FIGURE 18 is a fragmentary sectional view of a portion of the apparatus shown in FIGURE 8; and

FIGURE 19 is a horizontal half-section of the running tool shown in FIGURE 14 taken along line 1919.

FIGURE 1 of the drawings portrays schematically, in

reduced proportion, a drilling rig 10 mounted upon a drilling platform 11 above the water line 12. A conductor riser 23 extends from the above the water line to near the mud line 13 and is surmounted by a landing base 14 which in turn supports conventional casing heads indicated generally at 15. The lower end of the conductor riser 23 is supported on an underwater well head 21, which in turn is supported on a conductor pipe 20 which comprises surface casing for the well.

For the most part, the apparatus described hereinafter is apparatus which is carried within, comprises a part of, or is immediately adjacent the well head 21. The methods of operation to be described and the apparatus for performing such operations will principally be discussed in terms of the use of a casing program involving a series of five concentric casings which, for the purpose of this discussion, may be described as 30 inch, 20 inch, 13% inch, 9% inch, and 7 inch casings. It will be apparent, however, that the methods and apparatus of this invention may be used equally well with other casing sizes and with different numbers of casings in which the same principles of operation would apply.

The conductor pipe 20 is normally driven or jetted into place, but may be run in a drilled hole if bottom conditions require it. It should be noted that large bending moments may be exerted at approximately the mud line due to water currents, offsets of risers, mud weights, etc. For these reasons, it has been found to be desirable to provide heavier wall pipe beneath the well head 21 for a short distance, such as about 10 feet.

In operation, the 30-inch conductor pipe 20 is installed with the well head 21 and the conductor riser 23 attached thereto. As shown in FIGURE 2 the well head 21 in the embodiment shown consists of an upper hub member 22, which may be welded or otherwise connected to the conductor riser 23, a lower hub member 24 welded or otherwise connected to the conductor pipe 20, and a clamp 25 which connects the hubs 22 and 24 together. The hubs are provided with end flanges 22a and 24a, respectively, which are tapered on the back for engagement by a split clamp 25 which is generally U-shaped in cross-section and has tapered inwardly turned faces proportioned for a tight engagement with the flanges 22a and 24a when they abut each other. The clamp 25 may, for example, be in two semi-circular pieces which are held together as by means of bolts 25a. Seal means are provided between the flanges 22a and 24a as by means of, for example, an O- ring seal 26 and a metal-to-metal seal formed by a tapered extension 27 on the end of flange 22a and a correspondingly tapered bore 28 formed in the end of flange 24a.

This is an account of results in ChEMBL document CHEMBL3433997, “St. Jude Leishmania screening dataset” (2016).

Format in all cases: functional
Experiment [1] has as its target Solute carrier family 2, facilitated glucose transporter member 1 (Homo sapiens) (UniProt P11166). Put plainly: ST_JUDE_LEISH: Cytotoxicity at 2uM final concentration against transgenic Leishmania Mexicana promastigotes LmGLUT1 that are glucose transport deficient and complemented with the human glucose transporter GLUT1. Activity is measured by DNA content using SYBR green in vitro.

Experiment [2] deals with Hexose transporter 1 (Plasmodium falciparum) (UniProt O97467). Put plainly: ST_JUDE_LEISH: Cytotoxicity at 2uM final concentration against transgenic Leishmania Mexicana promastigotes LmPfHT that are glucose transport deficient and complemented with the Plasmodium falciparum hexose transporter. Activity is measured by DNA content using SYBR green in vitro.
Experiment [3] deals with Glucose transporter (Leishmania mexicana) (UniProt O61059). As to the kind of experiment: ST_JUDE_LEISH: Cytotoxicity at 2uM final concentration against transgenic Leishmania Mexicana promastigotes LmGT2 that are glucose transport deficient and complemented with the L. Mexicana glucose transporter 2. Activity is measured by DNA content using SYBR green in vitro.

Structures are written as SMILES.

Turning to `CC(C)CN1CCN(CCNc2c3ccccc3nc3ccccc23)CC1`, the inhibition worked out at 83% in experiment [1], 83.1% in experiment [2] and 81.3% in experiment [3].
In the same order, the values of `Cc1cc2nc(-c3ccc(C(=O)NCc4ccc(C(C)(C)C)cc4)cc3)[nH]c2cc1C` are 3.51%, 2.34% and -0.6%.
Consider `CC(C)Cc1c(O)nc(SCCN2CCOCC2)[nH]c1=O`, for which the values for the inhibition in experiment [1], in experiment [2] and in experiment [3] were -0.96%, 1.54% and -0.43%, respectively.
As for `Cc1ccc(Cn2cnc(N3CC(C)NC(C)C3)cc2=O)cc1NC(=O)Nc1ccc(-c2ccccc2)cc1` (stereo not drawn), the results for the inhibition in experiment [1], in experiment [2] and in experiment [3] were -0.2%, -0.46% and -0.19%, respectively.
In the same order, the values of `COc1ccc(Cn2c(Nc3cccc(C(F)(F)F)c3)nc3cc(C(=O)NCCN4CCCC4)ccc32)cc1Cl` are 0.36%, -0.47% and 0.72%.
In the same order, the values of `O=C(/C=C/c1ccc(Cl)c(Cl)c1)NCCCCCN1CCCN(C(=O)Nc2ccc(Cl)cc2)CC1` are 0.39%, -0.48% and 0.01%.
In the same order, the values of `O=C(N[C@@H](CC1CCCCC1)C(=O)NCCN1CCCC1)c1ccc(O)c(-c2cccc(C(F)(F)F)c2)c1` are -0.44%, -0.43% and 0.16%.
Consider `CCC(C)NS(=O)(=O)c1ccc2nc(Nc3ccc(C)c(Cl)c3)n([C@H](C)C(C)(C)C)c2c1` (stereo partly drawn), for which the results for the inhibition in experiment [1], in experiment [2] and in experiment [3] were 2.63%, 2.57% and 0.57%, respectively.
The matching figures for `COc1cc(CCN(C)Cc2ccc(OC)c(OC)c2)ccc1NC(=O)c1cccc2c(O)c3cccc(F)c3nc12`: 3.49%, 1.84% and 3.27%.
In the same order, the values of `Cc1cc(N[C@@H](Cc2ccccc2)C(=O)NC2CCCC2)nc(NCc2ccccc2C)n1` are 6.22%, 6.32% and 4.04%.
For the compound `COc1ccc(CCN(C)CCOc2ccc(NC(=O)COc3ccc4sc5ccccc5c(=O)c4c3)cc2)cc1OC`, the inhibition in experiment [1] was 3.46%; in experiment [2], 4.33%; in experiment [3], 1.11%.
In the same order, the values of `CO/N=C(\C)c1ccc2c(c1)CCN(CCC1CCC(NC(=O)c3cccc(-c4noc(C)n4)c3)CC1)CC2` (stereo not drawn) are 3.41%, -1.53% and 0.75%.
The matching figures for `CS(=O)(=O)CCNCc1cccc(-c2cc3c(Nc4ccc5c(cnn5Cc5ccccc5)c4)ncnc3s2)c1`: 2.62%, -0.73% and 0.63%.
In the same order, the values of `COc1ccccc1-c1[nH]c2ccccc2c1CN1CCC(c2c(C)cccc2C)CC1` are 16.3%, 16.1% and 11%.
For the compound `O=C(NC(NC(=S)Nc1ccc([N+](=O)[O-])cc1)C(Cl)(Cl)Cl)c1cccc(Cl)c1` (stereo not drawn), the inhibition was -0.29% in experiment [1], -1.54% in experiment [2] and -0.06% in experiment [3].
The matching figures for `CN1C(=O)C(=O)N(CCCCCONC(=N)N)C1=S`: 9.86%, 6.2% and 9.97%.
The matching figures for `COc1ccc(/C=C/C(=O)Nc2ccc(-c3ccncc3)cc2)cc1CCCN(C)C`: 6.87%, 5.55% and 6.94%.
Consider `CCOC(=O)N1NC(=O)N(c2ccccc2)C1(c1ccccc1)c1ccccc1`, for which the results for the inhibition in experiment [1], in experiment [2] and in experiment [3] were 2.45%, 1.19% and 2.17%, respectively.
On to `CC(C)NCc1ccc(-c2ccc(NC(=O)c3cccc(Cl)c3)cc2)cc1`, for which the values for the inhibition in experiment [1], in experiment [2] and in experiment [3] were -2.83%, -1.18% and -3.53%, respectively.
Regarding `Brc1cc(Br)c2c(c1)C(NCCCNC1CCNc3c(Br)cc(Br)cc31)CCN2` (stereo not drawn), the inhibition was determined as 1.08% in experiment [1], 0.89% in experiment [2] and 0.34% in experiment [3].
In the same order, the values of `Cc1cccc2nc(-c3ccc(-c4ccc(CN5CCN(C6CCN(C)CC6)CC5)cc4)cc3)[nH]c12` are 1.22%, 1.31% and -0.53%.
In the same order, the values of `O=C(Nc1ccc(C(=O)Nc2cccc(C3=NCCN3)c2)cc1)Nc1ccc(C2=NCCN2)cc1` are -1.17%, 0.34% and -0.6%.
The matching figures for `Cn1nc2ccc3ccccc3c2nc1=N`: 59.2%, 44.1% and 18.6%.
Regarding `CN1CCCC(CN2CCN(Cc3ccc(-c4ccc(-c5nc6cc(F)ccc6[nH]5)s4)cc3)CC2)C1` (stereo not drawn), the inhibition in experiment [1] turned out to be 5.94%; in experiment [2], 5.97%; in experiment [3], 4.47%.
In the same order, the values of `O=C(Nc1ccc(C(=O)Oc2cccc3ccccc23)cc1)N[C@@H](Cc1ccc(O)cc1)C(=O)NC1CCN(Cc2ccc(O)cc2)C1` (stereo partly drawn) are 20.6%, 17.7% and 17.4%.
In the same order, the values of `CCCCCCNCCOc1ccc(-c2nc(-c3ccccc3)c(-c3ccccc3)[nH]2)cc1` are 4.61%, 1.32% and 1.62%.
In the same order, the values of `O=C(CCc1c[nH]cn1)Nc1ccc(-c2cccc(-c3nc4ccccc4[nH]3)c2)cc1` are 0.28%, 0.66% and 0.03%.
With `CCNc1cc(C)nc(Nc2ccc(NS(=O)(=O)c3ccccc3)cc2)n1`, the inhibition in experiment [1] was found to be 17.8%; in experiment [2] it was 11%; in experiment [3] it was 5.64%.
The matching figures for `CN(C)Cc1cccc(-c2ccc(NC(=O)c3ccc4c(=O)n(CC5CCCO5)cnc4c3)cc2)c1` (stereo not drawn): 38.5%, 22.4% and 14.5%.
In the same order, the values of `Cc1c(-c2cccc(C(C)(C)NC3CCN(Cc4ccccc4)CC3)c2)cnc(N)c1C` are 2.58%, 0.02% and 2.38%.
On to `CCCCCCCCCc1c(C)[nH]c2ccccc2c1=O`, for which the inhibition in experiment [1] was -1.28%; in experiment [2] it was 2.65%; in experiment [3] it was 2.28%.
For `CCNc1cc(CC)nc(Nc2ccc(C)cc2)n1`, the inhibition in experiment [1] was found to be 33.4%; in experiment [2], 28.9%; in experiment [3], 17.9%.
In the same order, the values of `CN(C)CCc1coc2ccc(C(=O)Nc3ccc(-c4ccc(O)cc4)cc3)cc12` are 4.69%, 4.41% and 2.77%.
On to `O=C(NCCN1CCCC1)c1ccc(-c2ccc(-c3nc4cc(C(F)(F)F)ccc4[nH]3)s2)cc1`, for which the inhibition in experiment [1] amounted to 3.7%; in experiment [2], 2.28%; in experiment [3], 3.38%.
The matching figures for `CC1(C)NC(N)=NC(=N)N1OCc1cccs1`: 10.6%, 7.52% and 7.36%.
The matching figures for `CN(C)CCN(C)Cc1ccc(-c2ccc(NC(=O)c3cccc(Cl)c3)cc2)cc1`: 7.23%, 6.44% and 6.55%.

An inwardly turned shoulder 29 in the bore of hub 24 comprises an upwardly facing support surface within the well head 21 for supporting other elements as will hereinafter be described.

Following the setting of the 30" conductor casing a hole for 20" surface casing is next drilled and reamed, and the 20" surface casing 30 is run in place, landed, and cemented. Surface casing 30 is suspended in well head 21 on support means 29 by means of support lugs 34 spaced circumferentially around the periphery of a hanger-head 32. Riser 31 is connected to the upper end of hanger-head 32 through back-off joint 33. Riser 31 extends to the surface where it is connected and sealed to a conventional 20" lower casing head, as indicated in FIG- URE l. The lower casing head may serve as a landing base for a conventional 20%" blowout preventer, as is well known in the art. Casing head seal and blowout preventers may be tested at this time.

Referring to FIGURES 6 and 7, hanger-head 32 and back-ofl joint 33 are shown in detail. Hanger-head 32, conveniently cast in one piece, has a generally cylindrical exterior with a generally cylindrical opening therethrough. Near the longitudinal base of its exterior surface, support lugs 34 are radially disposed at regular intervals leaving passage means 36 therebetween. Passage means 36 are enlarged by casting recesses 36a in the wall of hanger-head 32 as shown by phantom lines. A beveled surface 35 is machined on the lower edges of support lugs 34 to cooperate with the beveled shoulder of support means 29 (see FIGURE 2). At the interior base of hanger-head 32 pipe connection means 37 is provided in the form of threads. Near the interior longitudinal center,

support means 38 is provided in the form of a circumferentially beveled shoulder. The inside diameter of hanger head 32 is enlarged upwardly from support means 38 to allow easy passage of hanger-head 52 which is sup ported at support means 38 (See FIGURE 2). Breechlocking means 39 is provided at the upper interior of hanger-head 32 and the exterior of back-off joint 33.

The breech-locking means function similarly as a breech-block in, for example, a naval gun. A plurality of longitudinally extending tooth segments 40 are machined on alternate BO-degree segments of the exterior of the back-off joint 33, the arcuate length of the teeth being slightly less than 30 degrees and the upper flanks of all the teeth being beveled at the ends as shown at 40a. Matching tooth segments 41 are machined in the upper interior of hanger-head 32. These teeth also have a length slightly less than 30 degrees. The teeth shown are generally in the form of a buttress thread, but it will be appreciated that other forms can be used. The teeth 41 have, in the embodiment shown, beveled portions at each end on the lower sides of the teeth.